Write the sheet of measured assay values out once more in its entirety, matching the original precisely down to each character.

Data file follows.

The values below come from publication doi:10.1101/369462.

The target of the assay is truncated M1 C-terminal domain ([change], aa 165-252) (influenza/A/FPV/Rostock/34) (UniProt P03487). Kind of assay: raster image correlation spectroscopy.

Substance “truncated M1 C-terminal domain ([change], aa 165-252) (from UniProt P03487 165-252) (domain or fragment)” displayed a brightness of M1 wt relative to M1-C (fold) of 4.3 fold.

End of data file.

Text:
The values below come from publication doi:10.1101/369462.

The target of the assay is truncated M1 C-terminal domain ([change], aa 165-252) (influenza/A/FPV/Rostock/34) (UniProt P03487). Kind of assay: raster image correlation spectroscopy.

Substance “truncated M1 C-terminal domain ([change], aa 165-252) (from UniProt P03487 165-252) (domain or fragment)” displayed a brightness of M1 wt relative to M1-C (fold) of 4.3 fold.